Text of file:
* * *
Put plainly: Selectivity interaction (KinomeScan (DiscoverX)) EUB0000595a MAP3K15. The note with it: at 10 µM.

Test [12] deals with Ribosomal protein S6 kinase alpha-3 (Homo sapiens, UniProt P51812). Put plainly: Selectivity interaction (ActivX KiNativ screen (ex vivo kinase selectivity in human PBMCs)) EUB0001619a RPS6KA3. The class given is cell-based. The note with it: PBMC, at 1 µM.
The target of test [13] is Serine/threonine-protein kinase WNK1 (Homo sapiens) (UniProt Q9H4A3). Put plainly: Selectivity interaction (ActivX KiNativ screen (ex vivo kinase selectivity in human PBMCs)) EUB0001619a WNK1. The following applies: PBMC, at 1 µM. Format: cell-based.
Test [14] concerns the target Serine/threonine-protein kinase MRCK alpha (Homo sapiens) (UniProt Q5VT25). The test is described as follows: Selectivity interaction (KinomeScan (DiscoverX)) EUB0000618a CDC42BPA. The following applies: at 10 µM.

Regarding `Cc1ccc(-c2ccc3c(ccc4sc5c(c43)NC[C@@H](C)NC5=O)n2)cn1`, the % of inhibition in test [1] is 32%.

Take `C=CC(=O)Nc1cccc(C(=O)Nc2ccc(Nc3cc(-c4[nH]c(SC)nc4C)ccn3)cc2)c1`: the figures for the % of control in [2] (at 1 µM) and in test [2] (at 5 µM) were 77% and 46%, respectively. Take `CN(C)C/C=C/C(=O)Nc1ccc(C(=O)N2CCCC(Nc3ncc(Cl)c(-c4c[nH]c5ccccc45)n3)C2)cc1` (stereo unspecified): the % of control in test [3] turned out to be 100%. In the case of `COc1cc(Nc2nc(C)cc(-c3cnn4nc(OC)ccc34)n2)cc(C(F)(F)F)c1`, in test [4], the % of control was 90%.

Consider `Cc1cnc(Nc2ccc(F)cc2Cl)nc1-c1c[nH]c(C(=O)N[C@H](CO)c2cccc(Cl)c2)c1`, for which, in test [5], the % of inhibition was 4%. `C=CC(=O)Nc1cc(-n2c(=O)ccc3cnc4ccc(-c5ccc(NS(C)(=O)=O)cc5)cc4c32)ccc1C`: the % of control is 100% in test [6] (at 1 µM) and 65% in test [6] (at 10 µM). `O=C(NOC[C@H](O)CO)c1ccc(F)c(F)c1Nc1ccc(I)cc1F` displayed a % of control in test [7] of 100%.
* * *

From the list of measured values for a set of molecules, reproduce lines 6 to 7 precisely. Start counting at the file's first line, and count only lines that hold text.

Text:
Take `C=CC(=O)Nc1cccc(C(=O)Nc2ccc(Nc3cc(-c4[nH]c(SC)nc4C)ccn3)cc2)c1`: the figures for the % of control in [2] (at 1 µM) and in test [2] (at 5 µM) were 77% and 46%, respectively. Take `CN(C)C/C=C/C(=O)Nc1ccc(C(=O)N2CCCC(Nc3ncc(Cl)c(-c4c[nH]c5ccccc45)n3)C2)cc1` (stereo unspecified): the % of control in test [3] turned out to be 100%. In the case of `COc1cc(Nc2nc(C)cc(-c3cnn4nc(OC)ccc34)n2)cc(C(F)(F)F)c1`, in test [4], the % of control was 90%.

Consider `Cc1cnc(Nc2ccc(F)cc2Cl)nc1-c1c[nH]c(C(=O)N[C@H](CO)c2cccc(Cl)c2)c1`, for which, in test [5], the % of inhibition was 4%. `C=CC(=O)Nc1cc(-n2c(=O)ccc3cnc4ccc(-c5ccc(NS(C)(=O)=O)cc5)cc4c32)ccc1C`: the % of control is 100% in test [6] (at 1 µM) and 65% in test [6] (at 10 µM). `O=C(NOC[C@H](O)CO)c1ccc(F)c(F)c1Nc1ccc(I)cc1F` displayed a % of control in test [7] of 100%.